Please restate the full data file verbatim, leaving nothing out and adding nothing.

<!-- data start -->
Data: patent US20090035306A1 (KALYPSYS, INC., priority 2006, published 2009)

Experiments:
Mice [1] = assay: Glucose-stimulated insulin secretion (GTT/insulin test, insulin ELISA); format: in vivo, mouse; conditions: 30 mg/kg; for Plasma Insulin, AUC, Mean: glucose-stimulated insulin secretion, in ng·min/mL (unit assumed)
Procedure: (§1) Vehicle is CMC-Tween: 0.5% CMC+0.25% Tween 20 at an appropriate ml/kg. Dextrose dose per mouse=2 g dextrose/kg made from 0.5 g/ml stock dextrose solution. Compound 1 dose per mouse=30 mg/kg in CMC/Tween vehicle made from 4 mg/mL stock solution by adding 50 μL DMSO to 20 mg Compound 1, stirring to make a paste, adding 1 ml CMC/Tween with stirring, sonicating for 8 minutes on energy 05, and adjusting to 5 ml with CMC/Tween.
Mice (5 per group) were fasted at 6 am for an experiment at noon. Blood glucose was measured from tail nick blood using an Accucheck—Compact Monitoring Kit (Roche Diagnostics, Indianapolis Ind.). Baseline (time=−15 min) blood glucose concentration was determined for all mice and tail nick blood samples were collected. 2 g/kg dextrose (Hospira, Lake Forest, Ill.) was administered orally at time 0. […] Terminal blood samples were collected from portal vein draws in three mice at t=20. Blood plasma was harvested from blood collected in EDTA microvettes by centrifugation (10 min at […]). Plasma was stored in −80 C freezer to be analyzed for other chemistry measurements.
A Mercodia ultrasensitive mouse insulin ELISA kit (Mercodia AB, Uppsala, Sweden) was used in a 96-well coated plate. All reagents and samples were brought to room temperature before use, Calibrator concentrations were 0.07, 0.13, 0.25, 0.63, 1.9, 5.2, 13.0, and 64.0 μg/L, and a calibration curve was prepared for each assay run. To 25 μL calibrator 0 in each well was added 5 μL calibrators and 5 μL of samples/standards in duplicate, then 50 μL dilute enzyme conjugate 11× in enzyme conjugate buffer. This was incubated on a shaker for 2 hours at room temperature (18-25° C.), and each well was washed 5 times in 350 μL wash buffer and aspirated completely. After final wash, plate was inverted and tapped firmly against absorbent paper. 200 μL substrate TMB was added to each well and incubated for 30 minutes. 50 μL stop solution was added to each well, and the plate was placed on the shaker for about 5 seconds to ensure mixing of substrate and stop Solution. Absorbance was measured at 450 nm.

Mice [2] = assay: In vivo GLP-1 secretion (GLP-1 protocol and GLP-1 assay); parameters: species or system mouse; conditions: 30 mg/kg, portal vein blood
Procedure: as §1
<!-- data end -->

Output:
Data: patent US20090035306A1 (KALYPSYS, INC., priority 2006, published 2009)

Experiments:
Mice [1] = assay: Glucose-stimulated insulin secretion (GTT/insulin test, insulin ELISA); format: in vivo, mouse; conditions: 30 mg/kg; for Plasma Insulin, AUC, Mean: glucose-stimulated insulin secretion, in ng·min/mL (unit assumed)
Procedure: (§1) Vehicle is CMC-Tween: 0.5% CMC+0.25% Tween 20 at an appropriate ml/kg. Dextrose dose per mouse=2 g dextrose/kg made from 0.5 g/ml stock dextrose solution. Compound 1 dose per mouse=30 mg/kg in CMC/Tween vehicle made from 4 mg/mL stock solution by adding 50 μL DMSO to 20 mg Compound 1, stirring to make a paste, adding 1 ml CMC/Tween with stirring, sonicating for 8 minutes on energy 05, and adjusting to 5 ml with CMC/Tween.
Mice (5 per group) were fasted at 6 am for an experiment at noon. Blood glucose was measured from tail nick blood using an Accucheck—Compact Monitoring Kit (Roche Diagnostics, Indianapolis Ind.). Baseline (time=−15 min) blood glucose concentration was determined for all mice and tail nick blood samples were collected. 2 g/kg dextrose (Hospira, Lake Forest, Ill.) was administered orally at time 0. […] Terminal blood samples were collected from portal vein draws in three mice at t=20. Blood plasma was harvested from blood collected in EDTA microvettes by centrifugation (10 min at […]). Plasma was stored in −80 C freezer to be analyzed for other chemistry measurements.
A Mercodia ultrasensitive mouse insulin ELISA kit (Mercodia AB, Uppsala, Sweden) was used in a 96-well coated plate. All reagents and samples were brought to room temperature before use, Calibrator concentrations were 0.07, 0.13, 0.25, 0.63, 1.9, 5.2, 13.0, and 64.0 μg/L, and a calibration curve was prepared for each assay run. To 25 μL calibrator 0 in each well was added 5 μL calibrators and 5 μL of samples/standards in duplicate, then 50 μL dilute enzyme conjugate 11× in enzyme conjugate buffer. This was incubated on a shaker for 2 hours at room temperature (18-25° C.), and each well was washed 5 times in 350 μL wash buffer and aspirated completely. After final wash, plate was inverted and tapped firmly against absorbent paper. 200 μL substrate TMB was added to each well and incubated for 30 minutes. 50 μL stop solution was added to each well, and the plate was placed on the shaker for about 5 seconds to ensure mixing of substrate and stop Solution. Absorbance was measured at 450 nm.

Mice [2] = assay: In vivo GLP-1 secretion (GLP-1 protocol and GLP-1 assay); parameters: species or system mouse; conditions: 30 mg/kg, portal vein blood
Procedure: as §1